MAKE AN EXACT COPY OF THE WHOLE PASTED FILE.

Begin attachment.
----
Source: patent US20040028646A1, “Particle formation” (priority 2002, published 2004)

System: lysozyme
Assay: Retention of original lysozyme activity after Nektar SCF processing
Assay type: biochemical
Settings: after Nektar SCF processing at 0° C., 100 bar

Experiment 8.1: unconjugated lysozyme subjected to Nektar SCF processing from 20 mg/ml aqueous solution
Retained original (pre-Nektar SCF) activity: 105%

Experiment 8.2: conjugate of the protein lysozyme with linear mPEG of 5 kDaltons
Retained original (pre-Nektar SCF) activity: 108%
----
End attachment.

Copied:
Source: patent US20040028646A1, “Particle formation” (priority 2002, published 2004)

System: lysozyme
Assay: Retention of original lysozyme activity after Nektar SCF processing
Assay type: biochemical
Settings: after Nektar SCF processing at 0° C., 100 bar

Experiment 8.1: unconjugated lysozyme subjected to Nektar SCF processing from 20 mg/ml aqueous solution
Retained original (pre-Nektar SCF) activity: 105%

Experiment 8.2: conjugate of the protein lysozyme with linear mPEG of 5 kDaltons
Retained original (pre-Nektar SCF) activity: 108%